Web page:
Cutting Corners Preparing Cow Doesn't Pay
Dairy Pipeline: May 1998
G. M. Jones
Extension Dairy Scientist, Milk Quality and Milking Management
540/231-4764 email: email@example.com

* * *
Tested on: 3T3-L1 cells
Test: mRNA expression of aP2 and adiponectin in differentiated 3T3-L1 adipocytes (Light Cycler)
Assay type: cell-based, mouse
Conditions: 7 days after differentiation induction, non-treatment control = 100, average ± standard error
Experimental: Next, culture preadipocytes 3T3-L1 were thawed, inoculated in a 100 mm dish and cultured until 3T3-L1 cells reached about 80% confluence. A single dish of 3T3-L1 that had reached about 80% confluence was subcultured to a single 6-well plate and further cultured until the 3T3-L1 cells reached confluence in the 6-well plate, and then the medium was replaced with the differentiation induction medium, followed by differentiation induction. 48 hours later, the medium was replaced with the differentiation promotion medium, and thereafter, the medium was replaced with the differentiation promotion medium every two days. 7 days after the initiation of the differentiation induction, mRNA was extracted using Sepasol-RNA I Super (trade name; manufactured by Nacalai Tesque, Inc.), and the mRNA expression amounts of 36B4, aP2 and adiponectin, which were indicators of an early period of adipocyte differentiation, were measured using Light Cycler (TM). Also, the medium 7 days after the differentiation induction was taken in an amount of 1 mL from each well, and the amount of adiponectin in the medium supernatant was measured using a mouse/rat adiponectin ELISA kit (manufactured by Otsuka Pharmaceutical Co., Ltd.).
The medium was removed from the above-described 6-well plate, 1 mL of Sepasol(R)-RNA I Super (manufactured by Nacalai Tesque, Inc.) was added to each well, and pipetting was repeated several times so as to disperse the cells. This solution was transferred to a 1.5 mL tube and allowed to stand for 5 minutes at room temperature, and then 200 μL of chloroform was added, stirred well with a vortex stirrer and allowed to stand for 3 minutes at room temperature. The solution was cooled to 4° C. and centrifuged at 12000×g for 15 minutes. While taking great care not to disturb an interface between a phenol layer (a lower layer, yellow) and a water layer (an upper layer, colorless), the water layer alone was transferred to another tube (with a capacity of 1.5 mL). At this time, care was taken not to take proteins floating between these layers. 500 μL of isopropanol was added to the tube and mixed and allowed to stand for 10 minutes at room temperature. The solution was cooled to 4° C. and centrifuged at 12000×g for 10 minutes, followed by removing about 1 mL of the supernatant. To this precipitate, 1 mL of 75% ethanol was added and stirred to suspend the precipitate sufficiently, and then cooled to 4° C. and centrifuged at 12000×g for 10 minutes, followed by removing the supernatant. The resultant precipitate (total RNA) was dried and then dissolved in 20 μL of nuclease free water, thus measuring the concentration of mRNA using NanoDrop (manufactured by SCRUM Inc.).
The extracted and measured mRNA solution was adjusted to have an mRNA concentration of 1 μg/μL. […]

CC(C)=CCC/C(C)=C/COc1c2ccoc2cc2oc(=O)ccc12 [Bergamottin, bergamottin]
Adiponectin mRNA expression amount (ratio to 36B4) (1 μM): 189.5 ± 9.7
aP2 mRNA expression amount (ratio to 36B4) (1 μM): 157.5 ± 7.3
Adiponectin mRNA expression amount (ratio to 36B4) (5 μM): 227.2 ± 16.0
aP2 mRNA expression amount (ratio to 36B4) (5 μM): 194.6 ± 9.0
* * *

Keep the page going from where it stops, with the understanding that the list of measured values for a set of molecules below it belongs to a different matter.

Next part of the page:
Cutting corners in cow preparation for milking doesn't pay. It appears that there may be a trend amongst herds that predip to cut out some practices in cow preparation for milking that they should not exclude. Some of the farms that I have visited during the past nine months have reduced cow preparation to pre-dipping followed by drying teats and then milking unit attachment. It is my opinion that they have eliminated a practice that is extremely important in stimulating cows to let down their milk. After visiting with these herds, some have problems with long machine-on times and poor "milk-out". After observing their milking practices, it appears that they are attaching the teatcups to teats that have not been sufficiently stimulated to let down their milk. In most cases, no foremilk stripping has occurred. Based on what I have read and seen on farms, the teat and teat end have to be stimulated to send a signal to the brain which results in the release of oxytocin into the bloodstream. The hormone, oxytocin, travels to the udder and causes the alveoli and milk ducts to contract, creating milk let-down. It is my opinion that the strongest signal that can be sent to initiate milk letdown is forestripping and research from Cornell University suggests that 4-5 powerful squirts should be stripped from each teat. On too many farms, I'm afraid that the first stimulation is drying off the pre-dip, and then the teatcup is immediately attached to a "dry" teat. I usually recommended that the routine should consist of stripping 3-5 squirts from each teat (preferably into a strip cup), pre-dip (and I've not seen many herds that adequately cover the backsides of the teat when using a spray), and move to the next cow because the pre-dip needs to stay on the teat for at least 30 seconds. I advocate stripping and dipping no more that 3-4 cows before returning to the first cow and drying her off and attaching the milker. In other herds, I have seen them predip or wash 8-10 cows before they go back and attach the units. The time becomes excessive. The milking unit should be attached within 60-90 seconds of stimulation. You should also know that the National Mastitis Council says that "milk should never be stripped into the hand because this routine spreads organisms from teat-to-teat and from cow-to-cow." And, yes, I still believe that there is considerable value in a strip cup in detecting new cases of clinical mastitis, especially watery milk.